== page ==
If you were a teenager in the ‘80s (as I was), you could be forgiven for thinking the ‘60s were lame. Between yuppies dancing around to Motown milestones in The Big Chill to classic rock radio’s ossification of a couple dozen hippie-era hits (whose ubiquity proved that familiarity does indeed breed contempt), any right-thinking young person was bound to eschew the Aquarian age in search of greener pastures. Most likely, you gravitated toward the bright, gleaming light beckoning from the New Wave/post-punk realm, where everything seemed fresh and vibrant.
But as I discovered pretty quickly into my obsession with college radio—and contemporary chronicles like Trouser Press, New York Rocker, and Creem—punk’s tabula rasa/year zero ideal didn’t hold much ground when you got into the nitty-gritty of what followed it. The flood of ‘80s acts who arrived in punk’s wake, for all their bold new moves, still sported a slew of influences from the ‘60s—sometimes overtly in the form of cover tunes, and sometimes more subtly in the influences they’d assimilated.
The more I viewed the music of the ‘60s through the filter of ‘80s bands who were breathing new life into the airwaves and record stores again, the more attractive that bygone era seemed. Sometimes a cover version could put you on a direct route to the original artist’s oeuvre: For instance, ‘60s L.A. psych underdogs Love, who would be posthumously deified a couple of decades later, were more popular than ever as an underground phenomenon in the ‘80s. The Damned’s cover of their “Alone Again Or” made it easy to find your way to the seminal Forever Changes; and once you were there, the spelunking was endlessly rewarding.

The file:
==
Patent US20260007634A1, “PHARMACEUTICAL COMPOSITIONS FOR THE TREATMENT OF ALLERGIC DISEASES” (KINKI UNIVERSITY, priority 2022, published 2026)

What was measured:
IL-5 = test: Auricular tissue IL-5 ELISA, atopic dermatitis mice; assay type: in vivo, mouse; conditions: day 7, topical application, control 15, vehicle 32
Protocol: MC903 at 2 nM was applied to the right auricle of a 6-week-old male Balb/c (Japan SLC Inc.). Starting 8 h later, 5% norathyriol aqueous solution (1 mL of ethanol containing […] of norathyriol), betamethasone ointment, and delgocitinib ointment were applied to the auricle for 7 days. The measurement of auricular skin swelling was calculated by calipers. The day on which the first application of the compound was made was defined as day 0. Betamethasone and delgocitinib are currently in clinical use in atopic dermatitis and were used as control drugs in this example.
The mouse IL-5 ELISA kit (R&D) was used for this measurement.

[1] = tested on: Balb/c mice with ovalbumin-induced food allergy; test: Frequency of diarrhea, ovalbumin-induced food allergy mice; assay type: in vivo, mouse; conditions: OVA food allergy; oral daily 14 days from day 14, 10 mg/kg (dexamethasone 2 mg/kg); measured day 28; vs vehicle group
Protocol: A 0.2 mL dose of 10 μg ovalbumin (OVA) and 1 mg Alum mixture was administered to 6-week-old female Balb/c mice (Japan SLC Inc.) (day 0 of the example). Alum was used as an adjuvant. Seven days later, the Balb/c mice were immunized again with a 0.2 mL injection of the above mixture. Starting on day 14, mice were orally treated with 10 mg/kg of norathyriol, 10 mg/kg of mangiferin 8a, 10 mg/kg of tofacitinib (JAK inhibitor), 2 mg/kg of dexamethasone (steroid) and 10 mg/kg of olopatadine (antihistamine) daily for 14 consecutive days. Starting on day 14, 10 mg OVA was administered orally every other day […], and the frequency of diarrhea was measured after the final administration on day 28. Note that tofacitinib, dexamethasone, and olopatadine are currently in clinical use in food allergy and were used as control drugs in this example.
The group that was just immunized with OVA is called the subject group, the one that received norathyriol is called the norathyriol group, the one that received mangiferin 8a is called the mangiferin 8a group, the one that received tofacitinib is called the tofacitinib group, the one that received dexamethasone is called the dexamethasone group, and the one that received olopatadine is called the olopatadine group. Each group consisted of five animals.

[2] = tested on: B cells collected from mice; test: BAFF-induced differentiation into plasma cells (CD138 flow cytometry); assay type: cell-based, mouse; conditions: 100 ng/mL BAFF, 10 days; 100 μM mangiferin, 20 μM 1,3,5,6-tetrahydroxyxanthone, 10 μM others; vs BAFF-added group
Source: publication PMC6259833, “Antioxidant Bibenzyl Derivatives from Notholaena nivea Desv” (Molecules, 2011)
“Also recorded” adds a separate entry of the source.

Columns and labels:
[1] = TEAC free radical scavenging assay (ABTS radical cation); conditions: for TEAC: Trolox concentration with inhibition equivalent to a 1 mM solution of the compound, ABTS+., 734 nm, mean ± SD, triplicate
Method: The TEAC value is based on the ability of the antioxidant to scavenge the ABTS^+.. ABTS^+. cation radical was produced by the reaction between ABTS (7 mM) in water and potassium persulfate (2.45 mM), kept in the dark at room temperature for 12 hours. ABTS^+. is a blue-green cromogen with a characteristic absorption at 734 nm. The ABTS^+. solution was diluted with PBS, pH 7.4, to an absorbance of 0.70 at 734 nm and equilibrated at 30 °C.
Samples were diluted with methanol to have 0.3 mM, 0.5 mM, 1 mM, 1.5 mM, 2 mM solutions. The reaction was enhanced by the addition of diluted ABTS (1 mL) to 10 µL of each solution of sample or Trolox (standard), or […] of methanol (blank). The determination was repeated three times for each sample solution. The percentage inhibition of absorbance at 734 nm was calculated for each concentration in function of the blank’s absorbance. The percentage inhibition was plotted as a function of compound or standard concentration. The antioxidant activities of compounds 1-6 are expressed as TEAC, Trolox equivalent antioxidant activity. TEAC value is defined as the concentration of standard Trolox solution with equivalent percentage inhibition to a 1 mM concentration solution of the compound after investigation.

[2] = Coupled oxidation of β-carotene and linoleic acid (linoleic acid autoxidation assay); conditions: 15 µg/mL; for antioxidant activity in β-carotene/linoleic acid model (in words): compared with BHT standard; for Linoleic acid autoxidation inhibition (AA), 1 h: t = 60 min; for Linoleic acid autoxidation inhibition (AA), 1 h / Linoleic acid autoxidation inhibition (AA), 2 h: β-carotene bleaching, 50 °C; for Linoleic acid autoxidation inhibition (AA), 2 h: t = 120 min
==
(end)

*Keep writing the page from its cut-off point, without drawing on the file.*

Even on the less obvious end of the spectrum, it didn’t take a cultural anthropologist to trace the links from, say, the power chords of The Jam and Secret Affair to mod OGs like The Who and Small Faces. Nor was it too tough to determine that the chiming guitar riffs of R.E.M. and The Cleaners From Venus led straight back to first-gen jangle kings The Byrds.
It wasn’t just ‘60s rock that revealed itself to me in this manner. The ‘80s synth-pop bands may not have had much of a musical investment in psychedelia and such, but the pop, R&B, and girl group sounds of the ’60s were another story. It was easy to follow the paths of the likes of Naked Eyes to the glittering legacy of singers like Dionne Warwick, who previously might have seemed like a middle-of-the-road musician from another generation to my amateurish ears. And while New Orleans R&B wasn’t especially accessible to an ‘80s kid growing up in The Bronx, Devo’s mechanized take on the Allen Toussaint-penned Lee Dorsey classic “Working In the Coal Mine” illuminated a whole new world to be explored.
Of course, in a pre-Internet world, these explorations of the past were far more difficult than they are for teens, or anybody else, today. But the thrill of the chase was as much a part of the fun as the end result.